16. There is an important decision of this Court in Workmen of Dewan Tea Estate v. The Management : : (1964)ILLJ358SC on which reliance was placed heavily by Mr. M.K. Ramamurti appearing for the appellant and also by Mr. Andley for the respondent. One of the questions for consideration was whether Section 25C of the Act recognises the common law right of the management to declare a lay-off for reasons other than those specified in the relevant clause of the Standing Orders. While considering this question Gaiendragadkar, J as he then was. said at page 554 (of SCR) : at page 1461 of AIR SC
The question which we are concerned with at this stage is whether it can be said that Section 25C recognises a common law right of the industrial employer to lay-off his workmen. This question must, in our opinion, be answered in the negative When the laying off of the workmen is referred to in Section 25C. it is the laying off as defined by Section 2(kkk) and so, workmen who can claim the benefit of Section 25C must be workmen who are laid-off and laid-off for reasons contemplated by Section 2(kkk): that is all that Section 25C means. Then follows a sentence which was pressed into service by the respondent. It says:If any case is not covered by the Standing Orders, it will necessarily be governed by the provisions of the Act. and lay-off would be permissible only where one or the other of the factors mentioned by Section 2(kkk) is present, and for such lay-off compensation would be awarded under Section 25C.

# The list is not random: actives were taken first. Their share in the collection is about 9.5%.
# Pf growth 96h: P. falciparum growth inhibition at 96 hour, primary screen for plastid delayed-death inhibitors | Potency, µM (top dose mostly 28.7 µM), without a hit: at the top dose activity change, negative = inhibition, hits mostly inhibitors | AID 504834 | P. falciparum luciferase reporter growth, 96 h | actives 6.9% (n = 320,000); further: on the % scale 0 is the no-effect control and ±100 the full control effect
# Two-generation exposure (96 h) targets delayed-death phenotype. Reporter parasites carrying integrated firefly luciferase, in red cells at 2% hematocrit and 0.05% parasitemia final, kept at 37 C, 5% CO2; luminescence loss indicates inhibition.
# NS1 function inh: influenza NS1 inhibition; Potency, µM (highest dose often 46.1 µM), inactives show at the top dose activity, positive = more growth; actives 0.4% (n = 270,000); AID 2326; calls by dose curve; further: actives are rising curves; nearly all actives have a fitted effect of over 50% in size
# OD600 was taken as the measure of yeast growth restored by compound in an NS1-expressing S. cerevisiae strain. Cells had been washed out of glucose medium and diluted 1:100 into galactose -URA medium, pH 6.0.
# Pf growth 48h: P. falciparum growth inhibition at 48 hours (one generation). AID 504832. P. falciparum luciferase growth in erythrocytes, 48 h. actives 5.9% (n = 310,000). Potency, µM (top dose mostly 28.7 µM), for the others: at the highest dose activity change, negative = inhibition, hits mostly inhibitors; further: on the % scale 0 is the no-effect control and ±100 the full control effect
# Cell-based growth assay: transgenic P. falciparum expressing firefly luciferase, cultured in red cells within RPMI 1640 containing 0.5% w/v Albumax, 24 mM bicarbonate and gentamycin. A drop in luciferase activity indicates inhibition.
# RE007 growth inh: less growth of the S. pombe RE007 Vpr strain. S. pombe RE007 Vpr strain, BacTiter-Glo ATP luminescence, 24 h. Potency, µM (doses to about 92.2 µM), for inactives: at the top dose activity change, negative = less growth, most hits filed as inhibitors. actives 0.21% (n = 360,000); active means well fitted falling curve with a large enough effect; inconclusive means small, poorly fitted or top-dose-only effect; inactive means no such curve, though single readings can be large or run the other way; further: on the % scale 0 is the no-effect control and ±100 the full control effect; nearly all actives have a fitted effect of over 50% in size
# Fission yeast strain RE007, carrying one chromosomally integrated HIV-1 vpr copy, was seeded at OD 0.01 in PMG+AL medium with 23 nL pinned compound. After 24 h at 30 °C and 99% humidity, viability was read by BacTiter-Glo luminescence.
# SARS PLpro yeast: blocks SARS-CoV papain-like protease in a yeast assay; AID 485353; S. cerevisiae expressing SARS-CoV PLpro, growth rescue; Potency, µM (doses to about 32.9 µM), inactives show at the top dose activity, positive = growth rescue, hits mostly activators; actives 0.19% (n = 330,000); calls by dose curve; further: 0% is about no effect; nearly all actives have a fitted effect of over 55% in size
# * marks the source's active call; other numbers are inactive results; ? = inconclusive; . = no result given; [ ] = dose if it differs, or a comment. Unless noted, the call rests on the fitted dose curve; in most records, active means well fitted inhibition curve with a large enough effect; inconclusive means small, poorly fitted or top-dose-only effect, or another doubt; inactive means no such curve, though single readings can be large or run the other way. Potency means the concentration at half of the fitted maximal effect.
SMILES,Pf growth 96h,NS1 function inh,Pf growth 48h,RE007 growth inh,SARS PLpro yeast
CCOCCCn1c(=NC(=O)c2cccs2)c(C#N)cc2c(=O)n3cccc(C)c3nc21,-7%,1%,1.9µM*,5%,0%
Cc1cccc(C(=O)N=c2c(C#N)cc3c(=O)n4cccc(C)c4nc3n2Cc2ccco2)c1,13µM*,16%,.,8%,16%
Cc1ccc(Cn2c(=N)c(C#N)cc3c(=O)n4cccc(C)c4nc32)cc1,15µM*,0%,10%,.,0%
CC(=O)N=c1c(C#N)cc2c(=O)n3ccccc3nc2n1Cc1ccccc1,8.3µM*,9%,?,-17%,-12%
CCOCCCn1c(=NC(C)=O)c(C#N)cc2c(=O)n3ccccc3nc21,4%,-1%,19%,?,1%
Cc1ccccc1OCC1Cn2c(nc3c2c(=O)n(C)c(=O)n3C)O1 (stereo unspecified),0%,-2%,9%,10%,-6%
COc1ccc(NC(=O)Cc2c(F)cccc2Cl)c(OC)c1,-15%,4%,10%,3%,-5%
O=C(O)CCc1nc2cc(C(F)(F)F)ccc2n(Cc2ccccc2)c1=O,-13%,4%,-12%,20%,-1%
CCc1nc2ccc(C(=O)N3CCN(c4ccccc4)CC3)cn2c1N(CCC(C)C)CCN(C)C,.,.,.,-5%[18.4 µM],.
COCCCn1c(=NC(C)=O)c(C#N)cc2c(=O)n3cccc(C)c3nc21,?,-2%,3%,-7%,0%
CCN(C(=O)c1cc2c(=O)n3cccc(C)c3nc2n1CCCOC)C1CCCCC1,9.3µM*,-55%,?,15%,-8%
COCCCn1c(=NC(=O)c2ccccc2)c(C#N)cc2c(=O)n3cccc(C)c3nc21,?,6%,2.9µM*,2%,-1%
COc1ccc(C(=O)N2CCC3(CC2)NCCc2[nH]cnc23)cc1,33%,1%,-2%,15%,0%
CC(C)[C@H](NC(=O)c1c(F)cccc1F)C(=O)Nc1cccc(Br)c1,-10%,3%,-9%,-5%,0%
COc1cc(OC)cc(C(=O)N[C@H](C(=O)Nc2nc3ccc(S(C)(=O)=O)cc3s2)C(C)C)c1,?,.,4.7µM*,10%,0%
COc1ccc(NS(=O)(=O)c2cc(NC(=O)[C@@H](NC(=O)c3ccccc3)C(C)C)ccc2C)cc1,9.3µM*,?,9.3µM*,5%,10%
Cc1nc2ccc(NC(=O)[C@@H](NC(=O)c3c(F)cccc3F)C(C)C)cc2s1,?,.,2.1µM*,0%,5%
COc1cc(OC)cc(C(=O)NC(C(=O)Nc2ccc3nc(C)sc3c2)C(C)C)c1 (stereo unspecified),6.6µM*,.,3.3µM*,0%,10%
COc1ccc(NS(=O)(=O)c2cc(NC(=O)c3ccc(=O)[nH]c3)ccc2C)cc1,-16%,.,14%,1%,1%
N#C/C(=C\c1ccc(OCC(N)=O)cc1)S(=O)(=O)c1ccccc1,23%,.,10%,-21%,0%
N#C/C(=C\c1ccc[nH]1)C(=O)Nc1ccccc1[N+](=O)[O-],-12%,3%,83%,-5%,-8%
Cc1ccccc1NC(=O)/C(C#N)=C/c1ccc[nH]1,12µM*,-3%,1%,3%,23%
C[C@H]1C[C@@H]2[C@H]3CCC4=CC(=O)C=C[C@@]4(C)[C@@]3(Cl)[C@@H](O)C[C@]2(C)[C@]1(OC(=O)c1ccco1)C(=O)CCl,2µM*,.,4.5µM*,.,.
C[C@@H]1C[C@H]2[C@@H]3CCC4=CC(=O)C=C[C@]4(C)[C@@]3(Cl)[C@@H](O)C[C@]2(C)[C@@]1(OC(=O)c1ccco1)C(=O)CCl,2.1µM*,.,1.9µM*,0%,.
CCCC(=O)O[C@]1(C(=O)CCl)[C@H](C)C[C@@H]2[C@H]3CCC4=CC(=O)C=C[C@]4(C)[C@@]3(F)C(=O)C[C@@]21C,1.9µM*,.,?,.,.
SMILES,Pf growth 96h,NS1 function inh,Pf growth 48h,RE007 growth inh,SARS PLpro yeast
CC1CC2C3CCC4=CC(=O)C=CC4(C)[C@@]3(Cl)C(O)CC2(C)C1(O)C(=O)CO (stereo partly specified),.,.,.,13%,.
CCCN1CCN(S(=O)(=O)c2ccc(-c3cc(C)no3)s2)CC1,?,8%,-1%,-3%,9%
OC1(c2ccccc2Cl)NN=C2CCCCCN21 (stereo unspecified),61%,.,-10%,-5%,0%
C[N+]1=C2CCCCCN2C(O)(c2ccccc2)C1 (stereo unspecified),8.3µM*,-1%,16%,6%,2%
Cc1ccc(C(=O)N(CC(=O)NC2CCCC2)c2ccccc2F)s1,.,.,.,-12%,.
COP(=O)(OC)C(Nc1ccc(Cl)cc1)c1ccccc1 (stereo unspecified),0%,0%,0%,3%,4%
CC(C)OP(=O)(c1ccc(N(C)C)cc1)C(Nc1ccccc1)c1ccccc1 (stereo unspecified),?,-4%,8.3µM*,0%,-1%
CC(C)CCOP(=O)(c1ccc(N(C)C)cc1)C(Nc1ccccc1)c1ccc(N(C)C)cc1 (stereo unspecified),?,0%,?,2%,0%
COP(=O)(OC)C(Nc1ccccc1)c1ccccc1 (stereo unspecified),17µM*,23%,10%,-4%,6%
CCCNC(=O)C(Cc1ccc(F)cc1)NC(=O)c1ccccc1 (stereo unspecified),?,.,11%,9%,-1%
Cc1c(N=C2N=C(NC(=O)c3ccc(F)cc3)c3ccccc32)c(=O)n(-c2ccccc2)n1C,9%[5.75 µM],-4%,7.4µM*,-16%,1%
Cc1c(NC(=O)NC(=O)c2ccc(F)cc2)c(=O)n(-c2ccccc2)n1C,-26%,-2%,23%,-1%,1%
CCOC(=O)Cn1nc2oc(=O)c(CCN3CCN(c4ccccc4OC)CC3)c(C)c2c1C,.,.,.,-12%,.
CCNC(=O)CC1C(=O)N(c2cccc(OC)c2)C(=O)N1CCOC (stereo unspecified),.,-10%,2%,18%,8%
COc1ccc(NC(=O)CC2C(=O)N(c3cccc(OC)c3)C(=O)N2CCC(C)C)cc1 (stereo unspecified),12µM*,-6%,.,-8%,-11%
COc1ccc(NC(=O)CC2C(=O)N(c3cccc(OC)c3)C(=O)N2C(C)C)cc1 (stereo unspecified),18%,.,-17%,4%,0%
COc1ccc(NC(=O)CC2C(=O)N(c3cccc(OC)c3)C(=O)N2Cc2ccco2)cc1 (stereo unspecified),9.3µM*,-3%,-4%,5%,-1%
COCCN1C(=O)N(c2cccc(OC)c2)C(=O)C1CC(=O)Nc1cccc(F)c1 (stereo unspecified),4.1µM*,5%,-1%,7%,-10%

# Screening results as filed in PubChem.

In our opinion, in the context, the sentence aforesaid means that if the power of lay-off is there in the Standing Orders but the grounds of lay-off are not covered by them, rather, are governed by the provisions of the Act, then lay-off would be permissible only on one or the other of the factors mentioned in Clause (kkk). Subsequent discussions at pages 558 and 559 (of SCR) : at page 1463 of AIR SC lend ample support to the appellant's argument that there is no provision in the Act specifically providing that an employer would be entitled to lay-off his workmen for the reasons prescribed by Section 2(kkk).